Wednesday, August 17, 2016

Transplanting or Moving plants

Now is the time to move plants

If you are considering moving any of your perennials or herbs now is the time.  They need at least 3 weeks to reestablish good root growth and you want that to occur before any signs of frost so August is the month to do it.  I moved 8 plants from the community garden to the new back yard last fall and all of them thrived this spring except one (the lemon balm died?!?). 

This was when we moved and I prepped the bed and moved my plants at the end of August beginning of September so they would be hardy enough to make it through the winter. As you can see they are much larger than the plants I put into the garden this spring, so that establishment of worked well.

July 2016
Why Move A Plant?
There are many reasons for moving a plant. It may have outgrown its location. It may need more or less sun than it receives in its current location. It is overtaking plants around it.  Or even it looks out of place with the others near it.  Whatever the reason, the degree of difficulty depends on the size of the plant.  The mint plants here are crowding out each other and cross pollinating, so they have to be separated.  That is the task I am undertaking.

Mints obscuring the flamingos!

How to Move A Plant
For small plants, such as annuals, it’s just a matter of using a garden trowel to dig around the root ball and gently raising the plant (with root ball intact) out of its hole. For a larger plant, especially a well rooted perennial, you will need a shovel to dig around the plant and get deep enough to extract the root ball without leaving too much behind.  That cutting and tearing of the roots causes root shock and will set the plant back, which is why you need 3 weeks of good weather to help it recover before bad weather sets in.  Make sure you have already dug the hole for the new location, and used some of the soil from its current location to fill in the new hole. It’s a shock to the plant’s root system when transplanted, so the new hole should have “familiar” soil.

Step #1 – Prepare the New Hole
Dig out the soil where you want to plant.  Make the hole 1.5 to 2 times bigger than what you expect to place in the hole.  If the ground is hard, such as clay soil, you might want to dig out 3 times the size to give the plant more room to spread in future by loosening the soil now when there is no plant to work around.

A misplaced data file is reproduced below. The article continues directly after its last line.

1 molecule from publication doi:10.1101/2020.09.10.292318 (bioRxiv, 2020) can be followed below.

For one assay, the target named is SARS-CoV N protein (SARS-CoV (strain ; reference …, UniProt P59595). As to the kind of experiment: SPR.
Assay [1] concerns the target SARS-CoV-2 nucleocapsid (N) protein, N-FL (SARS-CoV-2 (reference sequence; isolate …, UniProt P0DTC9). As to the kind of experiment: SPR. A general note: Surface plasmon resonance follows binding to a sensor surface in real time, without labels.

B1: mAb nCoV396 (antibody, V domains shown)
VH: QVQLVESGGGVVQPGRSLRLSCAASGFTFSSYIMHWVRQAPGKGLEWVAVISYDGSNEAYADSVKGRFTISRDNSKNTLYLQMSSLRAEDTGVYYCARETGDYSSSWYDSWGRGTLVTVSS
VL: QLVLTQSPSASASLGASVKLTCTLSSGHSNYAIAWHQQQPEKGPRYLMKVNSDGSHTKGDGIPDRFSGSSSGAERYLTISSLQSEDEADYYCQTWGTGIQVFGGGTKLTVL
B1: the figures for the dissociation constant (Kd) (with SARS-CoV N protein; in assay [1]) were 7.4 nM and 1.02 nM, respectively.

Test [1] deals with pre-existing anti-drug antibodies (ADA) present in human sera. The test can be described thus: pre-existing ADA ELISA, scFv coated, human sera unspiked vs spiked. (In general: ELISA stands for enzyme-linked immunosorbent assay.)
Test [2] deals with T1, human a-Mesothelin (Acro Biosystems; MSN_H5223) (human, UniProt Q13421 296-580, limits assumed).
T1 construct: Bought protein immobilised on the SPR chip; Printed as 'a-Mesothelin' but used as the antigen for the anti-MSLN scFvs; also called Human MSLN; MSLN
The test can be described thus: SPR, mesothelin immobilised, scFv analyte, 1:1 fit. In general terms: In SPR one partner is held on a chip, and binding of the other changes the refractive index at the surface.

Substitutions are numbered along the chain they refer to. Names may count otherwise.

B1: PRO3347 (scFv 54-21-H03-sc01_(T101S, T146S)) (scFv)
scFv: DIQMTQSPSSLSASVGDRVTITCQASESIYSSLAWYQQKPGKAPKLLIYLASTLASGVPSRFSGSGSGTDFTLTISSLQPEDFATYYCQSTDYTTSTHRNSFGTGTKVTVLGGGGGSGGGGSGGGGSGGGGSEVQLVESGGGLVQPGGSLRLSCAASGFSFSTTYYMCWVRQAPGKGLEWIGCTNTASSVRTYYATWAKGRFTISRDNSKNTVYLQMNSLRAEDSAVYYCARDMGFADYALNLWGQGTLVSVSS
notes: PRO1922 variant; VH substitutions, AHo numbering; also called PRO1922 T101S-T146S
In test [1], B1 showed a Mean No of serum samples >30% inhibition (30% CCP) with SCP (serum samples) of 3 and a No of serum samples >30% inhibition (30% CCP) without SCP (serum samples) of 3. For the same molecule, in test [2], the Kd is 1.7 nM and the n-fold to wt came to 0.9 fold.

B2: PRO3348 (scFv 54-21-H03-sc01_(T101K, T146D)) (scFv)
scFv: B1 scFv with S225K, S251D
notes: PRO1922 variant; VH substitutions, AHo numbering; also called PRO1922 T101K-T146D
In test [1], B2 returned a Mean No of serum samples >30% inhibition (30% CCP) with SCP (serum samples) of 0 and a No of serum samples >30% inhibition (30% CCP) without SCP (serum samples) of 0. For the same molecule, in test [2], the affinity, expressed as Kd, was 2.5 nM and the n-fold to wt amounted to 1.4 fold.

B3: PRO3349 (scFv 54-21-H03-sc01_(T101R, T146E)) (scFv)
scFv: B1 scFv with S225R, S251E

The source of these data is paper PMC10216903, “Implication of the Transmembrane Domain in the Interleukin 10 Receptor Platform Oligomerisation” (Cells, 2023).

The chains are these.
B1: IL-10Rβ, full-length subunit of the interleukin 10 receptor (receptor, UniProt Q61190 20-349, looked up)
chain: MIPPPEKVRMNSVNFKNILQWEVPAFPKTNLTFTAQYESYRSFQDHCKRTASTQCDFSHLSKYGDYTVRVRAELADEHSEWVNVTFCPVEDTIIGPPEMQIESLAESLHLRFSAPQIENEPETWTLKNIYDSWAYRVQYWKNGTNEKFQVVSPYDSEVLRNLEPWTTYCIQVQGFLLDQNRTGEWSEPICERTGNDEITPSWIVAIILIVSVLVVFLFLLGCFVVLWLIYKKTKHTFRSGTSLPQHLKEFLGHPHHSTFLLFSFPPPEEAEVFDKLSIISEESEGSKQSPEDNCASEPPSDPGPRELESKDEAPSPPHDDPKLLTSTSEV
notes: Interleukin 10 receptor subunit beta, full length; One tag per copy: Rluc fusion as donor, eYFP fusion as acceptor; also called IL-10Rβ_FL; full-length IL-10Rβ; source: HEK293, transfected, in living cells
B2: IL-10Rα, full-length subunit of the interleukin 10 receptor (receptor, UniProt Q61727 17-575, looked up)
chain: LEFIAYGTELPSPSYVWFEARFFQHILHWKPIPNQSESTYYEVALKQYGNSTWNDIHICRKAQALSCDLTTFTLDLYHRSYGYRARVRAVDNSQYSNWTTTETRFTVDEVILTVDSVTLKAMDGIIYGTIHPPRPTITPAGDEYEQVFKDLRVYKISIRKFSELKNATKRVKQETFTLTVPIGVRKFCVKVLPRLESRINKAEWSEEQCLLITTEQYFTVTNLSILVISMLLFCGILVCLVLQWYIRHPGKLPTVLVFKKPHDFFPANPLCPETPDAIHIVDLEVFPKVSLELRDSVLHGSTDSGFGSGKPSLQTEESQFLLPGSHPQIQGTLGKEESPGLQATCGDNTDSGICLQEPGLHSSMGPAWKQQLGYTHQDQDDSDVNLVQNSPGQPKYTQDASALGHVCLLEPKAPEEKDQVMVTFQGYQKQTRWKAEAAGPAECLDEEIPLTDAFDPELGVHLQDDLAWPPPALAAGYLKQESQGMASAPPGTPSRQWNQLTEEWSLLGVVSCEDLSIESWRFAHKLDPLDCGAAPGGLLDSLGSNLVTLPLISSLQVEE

Then make a “new” soil, by combining what you remove with a top grade composted soil and some organic mater, leaf mold from the compost bin is great or you can use peat moss.  This time of year I have lots of leaf mold from last year’s leaf raking.  Refill the hole half way, to the expected right size for the transplant, and add some of the “old” soil to the bottom of the hole.
Step # 2 – Dig Up the Plant and Place in the New Hole
Using your sharp shovel (in other words, not a blunt end hovel like one you’d use for edging) dig down into the soil around your plant all the way around.  Do not yank or pull on the plant, just dig all the way around.  Place the shovel point underneath once the soil is loosened and pop out the root ball, you may have to cut through roots so be prepared.

Lift the plant from the bottom of the root ball and gently place it in the new hole. If the neck of the plant is level with the ground, fill the hole with the remaining soil mixture. If the neck of the plant is not level with the ground, adjust by removing soil or adding soil. Once the hole is filled in with the soil mixture, immediately apply water.

The second plant, to go against the fence, turned out to be much larger than I realized.  It was heavy and hard to lift and the ball was twice the size of the hole I dug.  I set the plant on the ground and dug another hole and then divided the root ball in half.  The roots were so thick I needed to cut them with garden shears to create two plants.  This can increase the shock to the plant so I carefully watered them a couple times that day and the next.

I generally place water in the hole before I bring over the plant and then again after I plant the plant and firm up the soil.  If the soil sinks around the plant be sure to add more.  You do not want roots exposed to the drying sun.  Apply water everyday for a week, so that the roots regenerate. After one week, apply an organic fertilizer or water with compost tea.

Step #3 – Observe Plant for Signs of Stress
The plant will experience stress after being transplanted. Signs of stress may include droopy leaves, yellowing leaves, dry leaves, and pale stem/branches. Insects and pests like to attack a plant when it’s stressed, so beware. Keep an eye on the plant to make sure it recovers and begins to thrive. About 3 weeks after transplanting, the plant should have resumed its normal appearance.

I find mints get very droopy but only for a few days.  If it persists longer, I start looking for causes and may add more of the native original soil around the plant or water less or more frequently depending on the feel of the soil.  If the soil is dry and crumbly I add more water and if it is soft and spongy I use less to allow it to dry out.  Remember that plants breathe through roots so a saturated soil can suffocate them.

All things working and your plant should be a happy camper in about 3 weeks.

It rained for days after the transplant so the plants were very happy and so were the weeds!

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